The District of Saanich is inviting the public to its Moon Festival Lantern Celebration on Sept. 18 — a free, outdoor event being held from 6 to 8:30 p.m. It takes place at Lambrick Park and the area outside the Gordon Head Recreation Centre.
“We are so pleased to welcome our diverse community to come together safely and creatively for this treasured outdoor community celebration for all ages,” said Saanich community events programmer Rob Phillips.
“It’s an opportunity to reconnect and mark the harvest moon and the coming of fall — a practice celebrated by many cultures and appreciated by everyone.”
The district said that celebrating the harvest moon is common in many Asian cultures. The event will feature cultural entertainment, lantern displays and a community lantern procession at twilight.
People are encouraged to dress up with light or bring their own battery-lit lanterns, and there will be limited supplies for creating lanterns on site.
Food trucks will be available.
The celebration will go ahead rain or shine.
Housing society contest marks 65 years
The Greater Victoria Housing Society is marking its 65th birthday with a community contest where the public is invited to share stories of the positive impact of the society’s affordable housing.
The group was founded in 1956 by a number of people with a vision to create affordable housing for seniors. There were just 26 homes at the start, but the society now provides more than 932 homes and has plans to continue to grow.
The contest began Aug. 28 and runs until Sept. 30. Current and former tenants, members of the staff or board, neighbours and people in the community are invited to share a story in any format through the society’s website. Photographs and art are also welcome.
Entrants could win one of 15 Buy Local gift cards.
Lisa Edwards, chairwoman of the society’s board of directors, said the contest will provide a good look at the organization’s history.
“What a great way to celebrate the accomplishments of the first 65 years of the society,” she said. “We look forward to sharing the memories that our community members have of GVHS, and learning more about the positive impact that affordable housing has made in the lives of so many.”
• Enter the contest online at greatervichousing.org/contest.
Grocers raise funds for imaging
The B.C. Cancer Foundation is joining with grocers around Vancouver Island to raise $500,000 for life-saving imaging technology to benefit prostate-cancer patients.
The Future Cures Campaign began Sept. 8 and runs through Nov. 8, with help from Fairway Market, Thrifty Foods, Country Grocer, Quality Foods, 49th Parallel Grocery and Tru Value Foods. The companies are collectively calling themselves the Future Cures Coalition.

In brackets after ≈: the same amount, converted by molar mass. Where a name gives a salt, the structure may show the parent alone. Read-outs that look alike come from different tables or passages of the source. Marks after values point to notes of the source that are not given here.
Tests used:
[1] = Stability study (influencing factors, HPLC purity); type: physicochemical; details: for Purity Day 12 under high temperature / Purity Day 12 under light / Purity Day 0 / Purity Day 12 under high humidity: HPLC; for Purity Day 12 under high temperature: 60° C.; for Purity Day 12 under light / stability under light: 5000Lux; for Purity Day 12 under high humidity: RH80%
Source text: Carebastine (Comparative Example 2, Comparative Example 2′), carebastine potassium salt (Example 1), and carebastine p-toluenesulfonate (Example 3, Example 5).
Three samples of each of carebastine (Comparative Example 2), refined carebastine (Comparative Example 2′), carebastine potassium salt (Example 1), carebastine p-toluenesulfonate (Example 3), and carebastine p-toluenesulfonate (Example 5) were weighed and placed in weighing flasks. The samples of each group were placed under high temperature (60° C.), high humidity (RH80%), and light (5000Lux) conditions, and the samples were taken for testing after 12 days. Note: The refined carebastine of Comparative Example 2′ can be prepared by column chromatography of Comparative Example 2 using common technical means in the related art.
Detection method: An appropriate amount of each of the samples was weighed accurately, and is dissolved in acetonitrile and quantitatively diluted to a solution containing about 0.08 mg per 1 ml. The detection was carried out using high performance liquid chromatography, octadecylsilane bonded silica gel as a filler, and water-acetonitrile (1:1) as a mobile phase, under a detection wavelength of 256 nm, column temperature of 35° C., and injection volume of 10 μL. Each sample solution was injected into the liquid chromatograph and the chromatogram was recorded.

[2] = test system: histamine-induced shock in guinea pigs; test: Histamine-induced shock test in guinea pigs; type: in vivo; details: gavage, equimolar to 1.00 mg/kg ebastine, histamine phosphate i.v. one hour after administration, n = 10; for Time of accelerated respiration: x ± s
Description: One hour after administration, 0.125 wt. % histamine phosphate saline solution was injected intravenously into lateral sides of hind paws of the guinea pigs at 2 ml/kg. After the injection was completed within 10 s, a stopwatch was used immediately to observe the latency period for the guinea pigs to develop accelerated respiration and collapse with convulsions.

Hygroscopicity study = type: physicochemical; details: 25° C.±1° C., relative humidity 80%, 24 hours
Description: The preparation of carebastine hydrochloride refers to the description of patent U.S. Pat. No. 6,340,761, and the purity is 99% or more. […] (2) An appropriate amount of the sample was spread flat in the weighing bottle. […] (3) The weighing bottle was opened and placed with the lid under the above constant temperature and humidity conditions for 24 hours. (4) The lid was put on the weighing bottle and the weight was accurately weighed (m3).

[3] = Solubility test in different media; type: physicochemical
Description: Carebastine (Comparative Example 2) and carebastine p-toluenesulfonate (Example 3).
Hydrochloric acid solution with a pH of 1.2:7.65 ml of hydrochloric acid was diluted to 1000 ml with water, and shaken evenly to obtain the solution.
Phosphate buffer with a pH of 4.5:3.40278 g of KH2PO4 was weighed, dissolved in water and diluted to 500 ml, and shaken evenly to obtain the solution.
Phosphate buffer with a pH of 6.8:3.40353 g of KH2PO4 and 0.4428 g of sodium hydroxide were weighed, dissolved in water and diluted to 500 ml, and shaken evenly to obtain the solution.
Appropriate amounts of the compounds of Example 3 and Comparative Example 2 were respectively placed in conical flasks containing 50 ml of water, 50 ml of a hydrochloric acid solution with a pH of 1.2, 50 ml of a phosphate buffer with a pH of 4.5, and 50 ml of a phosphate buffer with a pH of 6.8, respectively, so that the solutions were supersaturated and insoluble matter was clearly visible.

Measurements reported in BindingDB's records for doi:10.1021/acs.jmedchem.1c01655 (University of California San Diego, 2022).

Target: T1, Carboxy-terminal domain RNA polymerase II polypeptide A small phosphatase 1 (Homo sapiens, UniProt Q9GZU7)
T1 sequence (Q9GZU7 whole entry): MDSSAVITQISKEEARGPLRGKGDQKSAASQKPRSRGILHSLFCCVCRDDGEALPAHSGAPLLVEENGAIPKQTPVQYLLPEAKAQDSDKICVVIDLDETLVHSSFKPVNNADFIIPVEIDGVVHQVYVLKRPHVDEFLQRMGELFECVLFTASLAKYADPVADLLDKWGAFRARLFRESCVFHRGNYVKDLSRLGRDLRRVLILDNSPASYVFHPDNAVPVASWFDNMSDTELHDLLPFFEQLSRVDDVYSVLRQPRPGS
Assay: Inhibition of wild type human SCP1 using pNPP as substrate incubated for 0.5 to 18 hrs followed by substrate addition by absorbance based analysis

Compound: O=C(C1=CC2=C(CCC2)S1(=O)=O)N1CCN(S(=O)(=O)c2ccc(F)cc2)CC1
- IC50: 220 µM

Thrifty Foods will match donations up to $125,000 until Nov. 8.
Funds will be used to purchase PSMA-PET or Prostate Specific Membrane Antigen-Positron Emission Tomography, which can help pinpoint the exact location of prostate cancer and show if it has spread.
The foundation said that over 6,000 Vancouver Island residents will be diagnosed with cancer this year, with prostate cancer the most common for men.
The public can contribute through stores, or donations can be made at www.bccancerfoundation.com/futurecures.
Partnership supports students
The United Way Southern Vancouver Island (formerly United Way Greater Victoria) is combining on a matching fund with CIBC Wood Gundy’s Blue Heron Advisory Group.
The partnership comes as United Way embarks on a fundraising effort to to support preschool and after-school programs, art-therapy groups and reading programs. In addition, students feeling anxious about returning to in-person classes after a year of online learning will be supported with counselling.
Every dollar raised up to $250,000 will be matched by the advisory group.
United Way chief executive Mark Breslauer thanked the group for its generosity.
“Families on the edge of poverty have been hit hard during COVID and continue to cope with the lingering effects of the pandemic in their lives,” he said. “This transformational gift and the matching opportunity it presents will open many doors to resources to help families get back on track.”
Breslauer said half the donated funds will benefit children and youth’s mental-health services through the Blur Love Campaign, while the other half will support local children’s charities to ensure kids “have a strong foundation to cope with life’s challenges.”
One in 10 capital region children is living in poverty and rising gas and food prices are leading to struggles for some families, the United Way said.
“We believe that the success of our community is best measured by the opportunities it provides its most vulnerable citizens,” said Graham Isenegger, co-founder of the Blue Heron Advisory Group.
Donations can be made at uwsvi.ca.
Grandmothers riding for Africa
Victoria Grandmothers for Africa wrap up their 15th annual Cycle Tour today by riding 3.5 kilometres from Central Park to Mile 0 — with Victoria Mayor Lisa Helps joining in to lead the way.
The start is at 10 a.m.
The tour, done virtually again this year, will be completed by 65 women with an average age of 70. The tour will have covered the equivalent of 18,000 kilometres across sub-Saharan Africa and the Great Trail across Canada.
The group generated a record $145,000 in last year’s ride, and has raised close to $1.5 million since 2006 in support of African grandmothers who care for their grandchildren after they have been orphaned by AIDS-related illness.
Donations can be made at victoriagrandmothersforafrica.ca.